I’ve already said it elsewhere and I’m not afraid to say it again: Psychiatry critics of the first generation of critics, now all dead—Szasz, Lidz, Laing, Miller—were much braver than critics who are still with us—Whitaker, Ross and those scholars who publish in the journal that Breggin founded.

I am writing this post to reassess the critics of the old guard, and especially Szasz, who has left us.


This text appears in Day of Wrath

______ 卐 ______

As I said in Hojas Susurrantes, in California I suffered an internal persecutor: a Christian fear of damnation caused by my father’s miserable introjects. On May 24, 1988, a few months after returning from California still carrying in my soul a legion of dementors, I dined with my parents in a restaurant [I wasn’t living with them]. From the street, three days before I had seen the dry branches of my tree and I believed that the tree would die so, in penance, I shaved my beard the next day after having let them grow for a few months; the only time in life I let them grow.

Saint Augustine

Before telling what happened in the restaurant I must mention that throughout my childhood I lived under the shadow of the figure of St. Augustine; as I recall, the favorite saint of my father when we lived in San Lorenzo (as we know, Augustine’s ideas had been one of my greatest dementors in California). At dinner with my parents, barely convalescing from the idea that tormented me, I jumped when (my mother?) mentioned the aforementioned saint. I exclaimed that Augustine had rationalized the eternal fire for unbaptized infants… More than convalescing, the psychic wounds of my family’s religion were still open, though not as maddeningly as the suffering in California. My parents felt the vehemence of my words, but not my agony behind them. What my father answered deserves to leave a record and it is worth saying that I wrote it down not in my diary, but in a single sheet. (When planning this volume I had to order my correspondence, documents and loose sheets in dozens of labeled envelopes.) According to my notes, my father answered me:

—Those [Augustine’s views] are people’s mistakes; human failures. I go to what Jesus says.

When I answered that the Gospel of Matthew put Jesus talking about the gnashing of teeth of the damned, he said:

—I do not see [emphasis in his voice] the anathemas of Jesus. I prefer to see the lilies and the birds; come and they will be given food, dressing be added.

On my single sheet, the following day I addressed myself: “Where is the Augustinian father of San Lorenzo? I am reacting—my Epistle [first book of Hojas Susurrantes] and anti-Christianity—against a father and a mother who no longer exist!”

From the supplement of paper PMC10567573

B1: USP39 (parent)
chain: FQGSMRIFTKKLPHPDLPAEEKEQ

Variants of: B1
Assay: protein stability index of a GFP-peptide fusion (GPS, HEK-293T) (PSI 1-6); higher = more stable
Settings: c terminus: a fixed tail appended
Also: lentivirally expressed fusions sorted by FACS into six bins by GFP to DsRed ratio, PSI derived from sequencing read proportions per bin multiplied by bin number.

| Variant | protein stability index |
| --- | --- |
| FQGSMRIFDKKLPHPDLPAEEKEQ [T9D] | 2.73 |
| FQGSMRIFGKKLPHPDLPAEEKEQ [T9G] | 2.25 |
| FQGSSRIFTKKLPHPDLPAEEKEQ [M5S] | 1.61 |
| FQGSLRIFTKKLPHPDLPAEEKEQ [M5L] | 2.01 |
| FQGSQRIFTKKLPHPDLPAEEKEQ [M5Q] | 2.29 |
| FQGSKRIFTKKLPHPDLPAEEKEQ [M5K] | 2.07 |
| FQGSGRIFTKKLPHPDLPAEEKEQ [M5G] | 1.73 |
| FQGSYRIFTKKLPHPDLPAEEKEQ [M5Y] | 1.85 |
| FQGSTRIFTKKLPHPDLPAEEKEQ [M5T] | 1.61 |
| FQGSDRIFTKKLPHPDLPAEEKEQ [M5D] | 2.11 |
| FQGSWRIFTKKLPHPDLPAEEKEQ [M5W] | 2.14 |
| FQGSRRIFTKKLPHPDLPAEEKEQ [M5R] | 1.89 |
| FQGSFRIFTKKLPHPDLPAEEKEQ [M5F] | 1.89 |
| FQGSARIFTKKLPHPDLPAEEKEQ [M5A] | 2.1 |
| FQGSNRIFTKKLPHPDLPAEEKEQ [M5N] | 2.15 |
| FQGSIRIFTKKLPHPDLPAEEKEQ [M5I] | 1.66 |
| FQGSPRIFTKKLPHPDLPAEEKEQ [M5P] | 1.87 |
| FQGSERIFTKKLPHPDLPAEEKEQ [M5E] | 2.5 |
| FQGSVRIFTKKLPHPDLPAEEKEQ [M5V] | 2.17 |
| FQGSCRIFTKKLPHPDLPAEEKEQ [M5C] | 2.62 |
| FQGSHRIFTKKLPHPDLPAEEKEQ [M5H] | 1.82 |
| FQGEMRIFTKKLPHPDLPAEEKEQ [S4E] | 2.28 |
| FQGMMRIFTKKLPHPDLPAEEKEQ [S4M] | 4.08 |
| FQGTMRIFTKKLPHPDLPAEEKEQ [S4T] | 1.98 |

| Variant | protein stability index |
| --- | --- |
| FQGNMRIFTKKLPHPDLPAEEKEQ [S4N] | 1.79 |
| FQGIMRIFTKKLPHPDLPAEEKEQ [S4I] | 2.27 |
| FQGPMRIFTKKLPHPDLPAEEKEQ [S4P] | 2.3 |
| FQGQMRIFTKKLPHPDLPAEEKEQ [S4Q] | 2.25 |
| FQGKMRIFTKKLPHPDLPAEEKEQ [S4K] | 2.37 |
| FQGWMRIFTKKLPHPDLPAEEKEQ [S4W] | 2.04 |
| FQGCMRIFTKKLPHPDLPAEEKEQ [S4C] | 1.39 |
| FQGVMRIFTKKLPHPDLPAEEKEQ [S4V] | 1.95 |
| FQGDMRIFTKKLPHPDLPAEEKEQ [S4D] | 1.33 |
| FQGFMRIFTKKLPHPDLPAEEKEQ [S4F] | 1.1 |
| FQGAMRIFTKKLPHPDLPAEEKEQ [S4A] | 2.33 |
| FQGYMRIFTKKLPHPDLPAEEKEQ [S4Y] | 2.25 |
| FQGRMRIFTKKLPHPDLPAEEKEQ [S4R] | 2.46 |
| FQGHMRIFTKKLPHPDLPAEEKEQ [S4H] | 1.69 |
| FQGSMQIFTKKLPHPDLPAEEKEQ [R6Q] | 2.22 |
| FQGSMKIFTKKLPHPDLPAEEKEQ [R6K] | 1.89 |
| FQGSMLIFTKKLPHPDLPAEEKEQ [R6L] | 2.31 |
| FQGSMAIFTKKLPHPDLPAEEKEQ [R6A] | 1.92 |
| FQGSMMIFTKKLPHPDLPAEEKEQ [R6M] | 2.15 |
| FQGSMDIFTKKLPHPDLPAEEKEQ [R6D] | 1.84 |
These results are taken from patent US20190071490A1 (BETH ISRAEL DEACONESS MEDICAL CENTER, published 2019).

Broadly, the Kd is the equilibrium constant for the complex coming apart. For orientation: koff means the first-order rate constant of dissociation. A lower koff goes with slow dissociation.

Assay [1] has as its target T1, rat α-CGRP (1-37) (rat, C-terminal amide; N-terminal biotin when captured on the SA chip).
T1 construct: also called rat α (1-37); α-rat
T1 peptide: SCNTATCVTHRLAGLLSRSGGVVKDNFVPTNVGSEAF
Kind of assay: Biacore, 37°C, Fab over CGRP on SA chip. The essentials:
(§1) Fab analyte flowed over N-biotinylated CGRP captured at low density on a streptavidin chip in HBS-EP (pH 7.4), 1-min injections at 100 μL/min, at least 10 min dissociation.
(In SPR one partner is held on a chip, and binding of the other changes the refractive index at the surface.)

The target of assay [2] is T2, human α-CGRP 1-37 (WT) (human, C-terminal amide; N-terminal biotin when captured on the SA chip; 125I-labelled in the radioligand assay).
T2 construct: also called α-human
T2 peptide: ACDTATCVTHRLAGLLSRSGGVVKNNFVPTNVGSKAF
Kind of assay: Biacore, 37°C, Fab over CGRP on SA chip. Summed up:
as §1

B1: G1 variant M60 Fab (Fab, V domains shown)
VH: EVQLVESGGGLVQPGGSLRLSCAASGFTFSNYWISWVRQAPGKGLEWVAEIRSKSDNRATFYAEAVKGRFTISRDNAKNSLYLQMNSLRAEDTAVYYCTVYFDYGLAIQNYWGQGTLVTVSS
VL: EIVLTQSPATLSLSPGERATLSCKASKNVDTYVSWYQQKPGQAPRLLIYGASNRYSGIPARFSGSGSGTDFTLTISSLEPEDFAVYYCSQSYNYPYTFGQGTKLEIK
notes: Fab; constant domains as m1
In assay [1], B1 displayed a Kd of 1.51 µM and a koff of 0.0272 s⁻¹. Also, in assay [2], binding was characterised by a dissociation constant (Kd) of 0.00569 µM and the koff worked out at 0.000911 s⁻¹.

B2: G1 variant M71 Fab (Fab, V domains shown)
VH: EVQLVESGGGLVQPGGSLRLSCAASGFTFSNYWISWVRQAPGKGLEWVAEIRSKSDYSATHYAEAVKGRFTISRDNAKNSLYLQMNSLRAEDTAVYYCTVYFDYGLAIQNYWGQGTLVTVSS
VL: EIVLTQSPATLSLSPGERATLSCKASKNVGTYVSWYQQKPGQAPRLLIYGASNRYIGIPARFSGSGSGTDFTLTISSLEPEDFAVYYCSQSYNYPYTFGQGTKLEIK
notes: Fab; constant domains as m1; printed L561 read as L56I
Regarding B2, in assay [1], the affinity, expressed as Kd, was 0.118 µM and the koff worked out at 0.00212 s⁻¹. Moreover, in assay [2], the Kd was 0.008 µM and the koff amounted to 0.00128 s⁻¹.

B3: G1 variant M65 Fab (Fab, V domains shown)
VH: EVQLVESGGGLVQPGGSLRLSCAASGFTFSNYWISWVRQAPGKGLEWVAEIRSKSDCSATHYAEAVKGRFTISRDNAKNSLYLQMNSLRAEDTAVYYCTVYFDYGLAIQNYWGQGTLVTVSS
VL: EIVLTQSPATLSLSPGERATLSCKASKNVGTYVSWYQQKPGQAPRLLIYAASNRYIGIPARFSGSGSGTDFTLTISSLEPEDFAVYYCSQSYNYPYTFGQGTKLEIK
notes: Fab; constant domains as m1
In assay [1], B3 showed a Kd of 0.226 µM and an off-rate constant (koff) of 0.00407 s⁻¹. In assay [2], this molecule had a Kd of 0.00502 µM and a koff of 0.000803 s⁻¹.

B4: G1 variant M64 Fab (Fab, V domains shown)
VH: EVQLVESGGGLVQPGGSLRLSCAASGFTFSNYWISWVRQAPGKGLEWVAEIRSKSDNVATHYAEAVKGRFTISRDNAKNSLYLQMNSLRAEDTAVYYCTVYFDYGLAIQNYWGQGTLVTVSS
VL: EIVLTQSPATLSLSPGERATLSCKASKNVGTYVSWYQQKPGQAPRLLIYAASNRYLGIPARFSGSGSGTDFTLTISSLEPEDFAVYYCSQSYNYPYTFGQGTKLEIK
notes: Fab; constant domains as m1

I wrote that, as I said, in 1988. Today, twenty-seven years later, the dementors still persecute me somehow, although in a very much attenuated way compared to my youth. What I want to get is that, if the perpetrator does not recognize his fault, the mental virus transferred to the adult child goes out of control. If my father had been like, say, my very Catholic friend Paulina (who almost daily goes to church), another would be my story. It is not enough to point out the beautiful verses of Matthew to counterbalance the threats of Jesus about Gehenna in that same gospel. It is necessary to recognize that one committed an outrage when “educating” the son in the Christian doctrine of damnation. In one of her letters that she sent me to England by the end of the century, Paulina wrote to me: “Also, since you are not a believer, and you feel that religion was the first reason for your father to crucify you [my emphasis], you must hate religion. And I understand you. And for you it does not make sense to go to church, to say things you do not believe. And that also caused you harm (hell, torture, sadism).”

My father is not like my humble friend. In a dream I had my unconscious caricaturing him, putting in his mouth these words: “I am very Catholic because I only think of my salvation.” To understand the parental egotism that affected me so much, the religious mechanism with which he defended himself from his early sufferings must be analyzed.

God for Miller fans

When I returned from California in my twenty-ninth year, I was not only an extremely damaged young man but also extremely naive. I left in the television room [of my parents’ house] a number of books in English that I had brought in such a way that their covers wore the face of Jesus so that my father could see them. At that time I still believed that it was possible to negotiate my father’s faith with solid arguments.